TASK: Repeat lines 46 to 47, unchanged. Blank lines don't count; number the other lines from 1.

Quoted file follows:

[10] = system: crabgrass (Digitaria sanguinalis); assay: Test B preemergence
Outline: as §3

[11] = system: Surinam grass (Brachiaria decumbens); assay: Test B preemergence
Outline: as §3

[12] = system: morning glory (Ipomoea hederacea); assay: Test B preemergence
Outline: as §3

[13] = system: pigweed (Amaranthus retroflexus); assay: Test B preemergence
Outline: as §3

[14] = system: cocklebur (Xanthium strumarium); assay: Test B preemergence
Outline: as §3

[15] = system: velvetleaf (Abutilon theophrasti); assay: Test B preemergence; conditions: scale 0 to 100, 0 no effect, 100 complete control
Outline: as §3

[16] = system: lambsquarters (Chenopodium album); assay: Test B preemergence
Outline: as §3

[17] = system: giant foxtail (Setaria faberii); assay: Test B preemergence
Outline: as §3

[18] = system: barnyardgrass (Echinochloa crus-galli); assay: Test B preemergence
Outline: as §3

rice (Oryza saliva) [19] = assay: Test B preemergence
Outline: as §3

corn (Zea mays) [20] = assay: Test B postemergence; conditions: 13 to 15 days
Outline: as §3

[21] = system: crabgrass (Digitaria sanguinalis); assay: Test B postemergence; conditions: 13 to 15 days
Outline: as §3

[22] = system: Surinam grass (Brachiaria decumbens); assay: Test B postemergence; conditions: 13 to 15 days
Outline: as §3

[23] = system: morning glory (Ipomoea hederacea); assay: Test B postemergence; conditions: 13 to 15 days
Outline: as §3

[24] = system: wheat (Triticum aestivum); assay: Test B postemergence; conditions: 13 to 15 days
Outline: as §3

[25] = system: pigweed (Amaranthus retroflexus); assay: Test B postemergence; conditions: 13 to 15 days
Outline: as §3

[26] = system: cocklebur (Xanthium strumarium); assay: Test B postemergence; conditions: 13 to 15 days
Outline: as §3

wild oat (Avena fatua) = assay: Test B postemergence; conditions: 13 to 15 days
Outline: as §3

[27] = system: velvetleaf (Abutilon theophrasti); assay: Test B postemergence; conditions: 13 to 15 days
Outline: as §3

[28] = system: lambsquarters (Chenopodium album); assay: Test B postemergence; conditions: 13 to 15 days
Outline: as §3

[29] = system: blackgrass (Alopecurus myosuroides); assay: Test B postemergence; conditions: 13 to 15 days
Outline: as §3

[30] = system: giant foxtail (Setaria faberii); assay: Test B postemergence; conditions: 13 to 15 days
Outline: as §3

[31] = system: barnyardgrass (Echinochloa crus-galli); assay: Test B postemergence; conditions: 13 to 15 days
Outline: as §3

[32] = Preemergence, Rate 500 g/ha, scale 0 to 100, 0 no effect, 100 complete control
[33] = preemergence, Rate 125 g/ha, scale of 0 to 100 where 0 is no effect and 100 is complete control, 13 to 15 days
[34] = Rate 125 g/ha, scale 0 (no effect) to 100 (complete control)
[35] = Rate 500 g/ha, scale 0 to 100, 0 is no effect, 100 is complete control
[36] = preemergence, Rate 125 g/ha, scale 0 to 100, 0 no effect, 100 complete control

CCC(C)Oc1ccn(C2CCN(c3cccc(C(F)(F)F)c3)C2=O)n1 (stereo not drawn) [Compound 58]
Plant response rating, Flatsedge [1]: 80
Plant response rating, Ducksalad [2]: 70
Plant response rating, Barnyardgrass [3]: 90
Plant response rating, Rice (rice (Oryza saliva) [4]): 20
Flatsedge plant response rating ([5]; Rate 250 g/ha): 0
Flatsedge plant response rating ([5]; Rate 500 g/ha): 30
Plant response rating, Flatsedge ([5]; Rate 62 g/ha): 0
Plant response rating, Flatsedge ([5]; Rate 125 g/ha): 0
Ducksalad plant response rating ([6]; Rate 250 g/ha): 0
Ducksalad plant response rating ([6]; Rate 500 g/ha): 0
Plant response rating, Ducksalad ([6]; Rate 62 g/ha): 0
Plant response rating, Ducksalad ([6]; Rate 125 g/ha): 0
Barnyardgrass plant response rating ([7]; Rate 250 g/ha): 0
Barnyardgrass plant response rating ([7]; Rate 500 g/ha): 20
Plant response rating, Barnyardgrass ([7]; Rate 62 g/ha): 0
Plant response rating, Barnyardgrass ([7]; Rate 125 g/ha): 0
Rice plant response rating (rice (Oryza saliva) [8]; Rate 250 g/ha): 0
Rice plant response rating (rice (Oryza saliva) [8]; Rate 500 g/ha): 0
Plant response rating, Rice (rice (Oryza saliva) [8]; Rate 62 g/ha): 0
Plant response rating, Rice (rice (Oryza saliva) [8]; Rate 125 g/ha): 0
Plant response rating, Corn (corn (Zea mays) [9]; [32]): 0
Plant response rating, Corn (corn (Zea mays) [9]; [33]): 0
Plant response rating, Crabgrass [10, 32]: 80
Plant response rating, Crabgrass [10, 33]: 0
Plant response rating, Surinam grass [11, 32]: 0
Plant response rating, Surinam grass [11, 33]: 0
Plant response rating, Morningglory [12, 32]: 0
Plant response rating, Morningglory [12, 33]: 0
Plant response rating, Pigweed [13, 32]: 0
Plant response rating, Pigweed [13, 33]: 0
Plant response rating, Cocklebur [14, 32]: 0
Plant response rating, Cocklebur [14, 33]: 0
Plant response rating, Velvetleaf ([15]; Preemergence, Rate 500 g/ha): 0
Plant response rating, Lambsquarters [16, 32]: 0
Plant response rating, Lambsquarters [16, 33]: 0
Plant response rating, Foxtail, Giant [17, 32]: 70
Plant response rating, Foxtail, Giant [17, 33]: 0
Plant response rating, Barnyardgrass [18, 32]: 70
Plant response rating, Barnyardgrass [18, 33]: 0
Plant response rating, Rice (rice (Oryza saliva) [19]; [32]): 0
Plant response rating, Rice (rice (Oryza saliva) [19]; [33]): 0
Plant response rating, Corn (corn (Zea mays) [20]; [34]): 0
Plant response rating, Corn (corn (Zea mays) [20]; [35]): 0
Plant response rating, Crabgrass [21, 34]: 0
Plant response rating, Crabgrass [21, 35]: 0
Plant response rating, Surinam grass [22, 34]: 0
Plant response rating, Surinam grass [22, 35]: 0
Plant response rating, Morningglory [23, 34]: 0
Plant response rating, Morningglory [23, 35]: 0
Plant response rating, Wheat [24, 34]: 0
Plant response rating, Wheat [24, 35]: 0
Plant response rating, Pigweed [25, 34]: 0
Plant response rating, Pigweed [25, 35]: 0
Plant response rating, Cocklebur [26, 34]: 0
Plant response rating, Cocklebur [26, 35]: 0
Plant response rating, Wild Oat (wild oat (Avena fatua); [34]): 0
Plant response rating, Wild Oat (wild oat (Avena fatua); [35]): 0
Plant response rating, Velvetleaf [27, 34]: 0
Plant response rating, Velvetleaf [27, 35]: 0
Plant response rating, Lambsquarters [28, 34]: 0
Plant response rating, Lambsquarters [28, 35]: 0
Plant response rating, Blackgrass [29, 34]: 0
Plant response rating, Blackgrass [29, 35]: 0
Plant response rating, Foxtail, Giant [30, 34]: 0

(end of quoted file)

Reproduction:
Outline: as §3

[32] = Preemergence, Rate 500 g/ha, scale 0 to 100, 0 no effect, 100 complete control